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Tip #549 was about staff bonus programs that don't always achieve the business goals they were designed for. At the end of the article, I wrote that I would make the next tip topic about how to stop a bad bonus program. I forgot about that pledge when I wrote Tip #550, but an alert reader reminded me so I will cover it today. I appreciate the feedback!
Tip #549 presented several reasons why bonus programs may not work as well as we might have hoped. In many cases, there is not much correlation between the work required and the reward. In other cases, the incentive is taken for granted and old behaviors creep back into place. Some bonus programs cause staff to be competitive or to resent the success of others. Whatever the reason, if the practice owner simply takes a bonus away, staff morale will likely suffer.
Don't reduce benefits
The most important thing about ending a bonus program that has been in place for a long time is to give back something of at least similar value. Once employees become accustomed to a benefit, whether it's financial, a preferred schedule or other perceived perks, they do not like to lose it. Fortunately, it is not that difficult or costly to find something you can offer instead.
Several years ago, I wanted to drop all bonuses and incentives and just return to paying good wages for a job well done. Before announcing that we were dropping the bonus program, I calculated the average bonus payment per month received by each employee over the past six months. I converted that dollar amount to a per hour figure for each employee. It was different for each staff member but it amounted to roughly 50 cents per hour. I told the staff that we were dropping the program because I did not believe it was working well, but that each person would receive an hourly wage increase determined by the average amount of their bonus history.
This change was well received and staff morale was fine. It seemed quite fair to my staff; maybe even generous because they would earn the same amount without the risk of not making the bonus. When you think about it, however, the change really did not increase my cost. I still paid on average the same payroll I was already paying.
If you want to change the bonus program, rather than drop it, you can simply try to make the new program have the same potential for rewards as the old one.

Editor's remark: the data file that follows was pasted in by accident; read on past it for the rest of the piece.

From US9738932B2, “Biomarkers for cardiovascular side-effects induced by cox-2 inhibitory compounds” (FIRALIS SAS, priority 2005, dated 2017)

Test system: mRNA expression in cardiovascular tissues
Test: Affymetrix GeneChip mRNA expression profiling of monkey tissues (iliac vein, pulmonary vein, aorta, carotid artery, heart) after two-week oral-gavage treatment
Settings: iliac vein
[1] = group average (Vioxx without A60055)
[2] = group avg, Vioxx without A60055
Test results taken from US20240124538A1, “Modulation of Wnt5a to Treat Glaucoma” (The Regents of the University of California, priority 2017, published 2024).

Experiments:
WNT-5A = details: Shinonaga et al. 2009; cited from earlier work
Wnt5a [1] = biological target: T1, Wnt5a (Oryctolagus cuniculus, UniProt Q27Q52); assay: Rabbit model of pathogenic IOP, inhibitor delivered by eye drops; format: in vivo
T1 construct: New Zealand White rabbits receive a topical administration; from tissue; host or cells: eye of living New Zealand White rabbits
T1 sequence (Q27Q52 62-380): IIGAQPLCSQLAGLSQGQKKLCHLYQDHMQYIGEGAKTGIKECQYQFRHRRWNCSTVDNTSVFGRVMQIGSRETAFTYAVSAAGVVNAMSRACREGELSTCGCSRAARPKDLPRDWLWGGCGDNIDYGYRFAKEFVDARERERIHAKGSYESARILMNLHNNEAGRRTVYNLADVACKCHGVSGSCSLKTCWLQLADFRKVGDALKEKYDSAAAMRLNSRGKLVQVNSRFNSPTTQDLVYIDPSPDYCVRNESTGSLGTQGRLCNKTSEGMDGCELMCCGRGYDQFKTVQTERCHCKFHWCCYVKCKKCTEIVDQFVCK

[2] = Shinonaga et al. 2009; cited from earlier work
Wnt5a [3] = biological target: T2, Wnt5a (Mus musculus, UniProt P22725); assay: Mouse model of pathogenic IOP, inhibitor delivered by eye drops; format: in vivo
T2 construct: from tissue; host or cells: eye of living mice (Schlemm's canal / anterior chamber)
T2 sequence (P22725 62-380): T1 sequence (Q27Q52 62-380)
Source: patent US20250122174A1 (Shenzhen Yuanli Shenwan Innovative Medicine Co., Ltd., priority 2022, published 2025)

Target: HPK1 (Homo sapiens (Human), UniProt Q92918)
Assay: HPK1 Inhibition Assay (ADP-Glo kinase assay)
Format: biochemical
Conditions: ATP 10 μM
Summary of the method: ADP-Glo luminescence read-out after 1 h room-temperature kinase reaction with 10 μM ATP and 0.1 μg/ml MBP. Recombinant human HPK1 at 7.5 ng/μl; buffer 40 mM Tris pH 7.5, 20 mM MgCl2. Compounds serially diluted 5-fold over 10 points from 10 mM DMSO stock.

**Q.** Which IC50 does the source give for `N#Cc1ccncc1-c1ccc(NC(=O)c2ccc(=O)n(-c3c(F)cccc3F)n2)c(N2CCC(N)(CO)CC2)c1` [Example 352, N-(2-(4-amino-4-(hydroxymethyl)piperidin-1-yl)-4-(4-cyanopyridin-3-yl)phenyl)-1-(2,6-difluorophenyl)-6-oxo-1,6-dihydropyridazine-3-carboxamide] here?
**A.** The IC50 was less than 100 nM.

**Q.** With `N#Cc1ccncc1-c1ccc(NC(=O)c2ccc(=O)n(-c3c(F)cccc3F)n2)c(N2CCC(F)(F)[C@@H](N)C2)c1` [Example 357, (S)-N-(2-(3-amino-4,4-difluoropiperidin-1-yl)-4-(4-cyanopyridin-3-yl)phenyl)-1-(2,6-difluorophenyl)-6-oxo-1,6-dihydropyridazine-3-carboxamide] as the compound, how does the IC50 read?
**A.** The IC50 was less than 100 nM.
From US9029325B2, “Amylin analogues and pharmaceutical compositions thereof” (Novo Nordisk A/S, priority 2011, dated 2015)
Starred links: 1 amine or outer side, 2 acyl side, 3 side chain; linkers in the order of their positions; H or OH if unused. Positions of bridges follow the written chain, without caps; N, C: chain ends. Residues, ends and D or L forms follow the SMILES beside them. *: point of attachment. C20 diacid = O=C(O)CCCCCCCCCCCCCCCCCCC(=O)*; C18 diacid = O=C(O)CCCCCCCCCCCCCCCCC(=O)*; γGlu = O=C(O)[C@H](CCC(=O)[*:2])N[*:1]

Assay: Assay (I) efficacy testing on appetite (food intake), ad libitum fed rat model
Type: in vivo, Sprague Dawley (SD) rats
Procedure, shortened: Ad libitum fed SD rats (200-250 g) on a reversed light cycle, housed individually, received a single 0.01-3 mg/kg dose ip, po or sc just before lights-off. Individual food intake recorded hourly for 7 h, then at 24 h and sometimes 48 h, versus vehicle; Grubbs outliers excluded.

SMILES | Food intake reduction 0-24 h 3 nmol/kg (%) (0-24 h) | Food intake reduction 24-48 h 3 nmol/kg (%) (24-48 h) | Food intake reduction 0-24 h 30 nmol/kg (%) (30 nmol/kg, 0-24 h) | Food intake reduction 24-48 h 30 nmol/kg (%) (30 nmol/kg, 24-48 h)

Keeping the program fresh
You may want to make your bonus programs have a preset expiration date so it is understood by all. I find quarters of the year to be a good time interval because it evens out random business cycles and it results in a larger check that monthly periods. This approach is actually better because it allows you to promote different metrics, services and products each quarter, which stimulates new behavior and interest.
Update on my spiff program
Many readers emailed me to ask if the $10 spiff program I implemented this quarter for selling a pair of digital progressive lenses is paid to the individual staff members or if it is accumulated and distributed to all. It is individual; those who sell more earn more. I'm trying to see if a high degree of correlation between the work and the reward pays off and in my experience it makes a big difference. We do not have a program going on right now for the front desk staff, although we have had some in the past. It has not caused any hard feelings. Sometimes you just can't tell until you try it.
Best wishes for continued success,
Neil B. Gailmard, OD, MBA, FAAO
Editor, Optometric Management Tip of the Week
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Dr. Gailmard offers consulting services to eye care professionals through Prima Eye Group; information is available at www.primaeyegroup.com.
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